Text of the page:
The talent on the team has always been there. The coaching, attitude and veteran leadership has not.
It seemed as though guys were playing for themselves, not trusting teammates and settling for bad shots. It was Mike Brown's responsibility to get the players to buy in and run a healthy locker room. Up until the firing of Grant, he was failing. Lloyd goes on to say in his report:
Irving said he is back to enjoying the game again, back to trusting teammates and believing in each other. All of it was initially lost amid the pressure to win this season. “Some of us put too much pressure on ourselves, including me. I put the burden all on my shoulders,” Irving said. “I feel like once my teammates saw me let everything go and be free, everyone can do that."
The difference before and after these meetings has been tremendous, as the numbers show:
|First 49 Games||96.2||102.5||42.3||46.0||-6.3||19.9||43.9|
|Last 7 Games||102||94.3||43.7||41.7||+7.7||23.1||48.9|
Cleveland's newfound commitment to playing defense and moving the ball on offense has helped make a huge difference in the team's play.
The Cavs' work on the glass leads all NBA teams in the past seven games, and their opponent field-goal percentage ranks second only to the Indiana Pacers. The Cavaliers have proved that this is a group capable of winning, and that they just needed something to rally around.
Cleveland gave up five total draft picks to bring Luol Deng and Spencer Hawes to town, even though both can walk in free agency this summer. This was clearly an "all-in" move that will only be considered a success if the Cavaliers make the playoffs.
At some point, the organization has to win to keep Irving and other young players around. Cleveland can sign Irving to a five-year extension this summer. Making the playoffs would help make his decision to sign an easier one.
So, Lottery or Playoffs?
Despite the allure of drafting a guy like Parker or Wiggins, landing in another lottery would be terrible for the franchise.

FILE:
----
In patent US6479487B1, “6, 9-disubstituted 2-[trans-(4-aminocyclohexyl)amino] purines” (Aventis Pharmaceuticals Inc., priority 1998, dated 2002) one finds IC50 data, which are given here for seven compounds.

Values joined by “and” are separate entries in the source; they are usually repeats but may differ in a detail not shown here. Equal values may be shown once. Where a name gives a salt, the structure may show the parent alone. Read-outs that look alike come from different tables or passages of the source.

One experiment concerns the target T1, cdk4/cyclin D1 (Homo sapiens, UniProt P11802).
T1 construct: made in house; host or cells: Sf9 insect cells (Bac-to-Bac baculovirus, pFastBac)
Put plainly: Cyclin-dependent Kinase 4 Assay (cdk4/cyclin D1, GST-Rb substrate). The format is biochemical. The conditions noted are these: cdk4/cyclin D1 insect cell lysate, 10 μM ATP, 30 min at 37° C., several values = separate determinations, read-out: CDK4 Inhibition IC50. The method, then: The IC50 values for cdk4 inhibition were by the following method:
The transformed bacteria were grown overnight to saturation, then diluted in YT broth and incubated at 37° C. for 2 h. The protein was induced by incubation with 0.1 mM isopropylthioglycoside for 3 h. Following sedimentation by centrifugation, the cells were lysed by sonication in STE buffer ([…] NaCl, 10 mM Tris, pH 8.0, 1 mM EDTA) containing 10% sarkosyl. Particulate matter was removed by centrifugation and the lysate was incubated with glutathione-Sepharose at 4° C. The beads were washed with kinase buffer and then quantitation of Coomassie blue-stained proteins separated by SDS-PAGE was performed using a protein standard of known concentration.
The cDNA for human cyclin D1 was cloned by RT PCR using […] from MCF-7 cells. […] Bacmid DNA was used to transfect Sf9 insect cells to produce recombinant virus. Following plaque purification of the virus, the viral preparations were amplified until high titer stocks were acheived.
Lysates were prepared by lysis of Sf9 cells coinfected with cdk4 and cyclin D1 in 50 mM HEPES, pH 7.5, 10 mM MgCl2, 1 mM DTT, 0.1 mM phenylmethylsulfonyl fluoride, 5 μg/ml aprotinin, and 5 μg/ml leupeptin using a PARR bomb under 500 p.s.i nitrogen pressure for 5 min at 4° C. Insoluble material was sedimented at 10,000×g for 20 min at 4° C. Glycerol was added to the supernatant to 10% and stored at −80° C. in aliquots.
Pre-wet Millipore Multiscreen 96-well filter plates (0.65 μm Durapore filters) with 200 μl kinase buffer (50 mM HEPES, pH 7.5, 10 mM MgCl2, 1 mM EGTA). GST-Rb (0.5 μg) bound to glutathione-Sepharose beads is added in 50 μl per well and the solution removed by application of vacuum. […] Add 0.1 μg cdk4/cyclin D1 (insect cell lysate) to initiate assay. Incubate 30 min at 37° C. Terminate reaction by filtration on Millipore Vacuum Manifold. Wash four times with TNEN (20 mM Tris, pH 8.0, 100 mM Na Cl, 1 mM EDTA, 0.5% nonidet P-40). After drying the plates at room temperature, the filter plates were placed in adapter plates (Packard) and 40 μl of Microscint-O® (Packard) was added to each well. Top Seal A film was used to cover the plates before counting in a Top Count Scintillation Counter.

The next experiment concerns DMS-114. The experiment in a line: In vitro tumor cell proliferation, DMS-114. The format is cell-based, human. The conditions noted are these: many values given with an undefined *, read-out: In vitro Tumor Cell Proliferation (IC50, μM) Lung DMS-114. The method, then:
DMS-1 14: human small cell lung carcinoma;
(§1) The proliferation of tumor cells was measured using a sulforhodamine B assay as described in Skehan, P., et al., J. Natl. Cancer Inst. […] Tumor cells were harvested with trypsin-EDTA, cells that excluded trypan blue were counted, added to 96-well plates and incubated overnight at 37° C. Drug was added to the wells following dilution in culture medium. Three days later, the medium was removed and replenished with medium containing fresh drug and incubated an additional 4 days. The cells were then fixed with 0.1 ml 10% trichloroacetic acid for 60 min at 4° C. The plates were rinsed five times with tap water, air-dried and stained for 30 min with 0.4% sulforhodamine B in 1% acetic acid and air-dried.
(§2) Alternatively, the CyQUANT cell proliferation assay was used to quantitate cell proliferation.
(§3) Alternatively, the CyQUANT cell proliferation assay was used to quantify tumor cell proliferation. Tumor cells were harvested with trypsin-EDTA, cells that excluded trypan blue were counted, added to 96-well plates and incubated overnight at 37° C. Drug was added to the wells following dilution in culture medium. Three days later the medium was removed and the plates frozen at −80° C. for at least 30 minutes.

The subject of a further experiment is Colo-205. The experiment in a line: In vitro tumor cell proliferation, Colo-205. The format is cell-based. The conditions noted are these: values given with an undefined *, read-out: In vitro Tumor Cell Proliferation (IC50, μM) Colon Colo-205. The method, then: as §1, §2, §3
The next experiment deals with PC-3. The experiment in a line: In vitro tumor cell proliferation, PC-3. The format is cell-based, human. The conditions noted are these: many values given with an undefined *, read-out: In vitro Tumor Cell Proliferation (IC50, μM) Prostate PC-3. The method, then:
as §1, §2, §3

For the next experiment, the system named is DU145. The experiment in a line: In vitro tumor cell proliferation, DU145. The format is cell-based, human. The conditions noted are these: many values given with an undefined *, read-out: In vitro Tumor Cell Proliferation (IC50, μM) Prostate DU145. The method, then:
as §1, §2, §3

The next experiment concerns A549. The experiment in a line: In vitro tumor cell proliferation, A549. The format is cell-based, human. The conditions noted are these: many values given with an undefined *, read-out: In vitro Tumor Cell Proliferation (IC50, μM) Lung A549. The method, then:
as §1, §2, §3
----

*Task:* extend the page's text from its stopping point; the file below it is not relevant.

The Cavs need to get a taste of the postseason. They need to be in the locker room popping champagne and experiencing that success as a team.
Getting a high draft pick is great, but it's a crapshoot as to where they'd actually be picking and who would even be available. Between now and June, many of the big names could actually pull out of the draft and return to college.
Will Cavs finish in playoffs or lottery?
If the Cavaliers do miss the playoffs, they'll likely end up in the 9-12 spots. Making the postseason would mean picking just slightly later, in the 15-17 range. That's not that big of a difference, considering all the positives playing some spring basketball would bring. If the Cavs are that concerned about a top-10 pick, they could always package their second-rounder or a player in an attempt to move up.
Making the playoffs would give them a great building point for next season. Irving would be more likely to sign his extension, and Cleveland would become a more attractive free-agent destination.
The Cavaliers have shown they possess the talent to defend, move the ball and score in bunches. Making the move for Hawes adds a big with postseason experience who should only help season the young roster.
The goal, as it was coming into the season, should be playoffs no matter what.
All stats via NBA.com/stats, unless otherwise noted.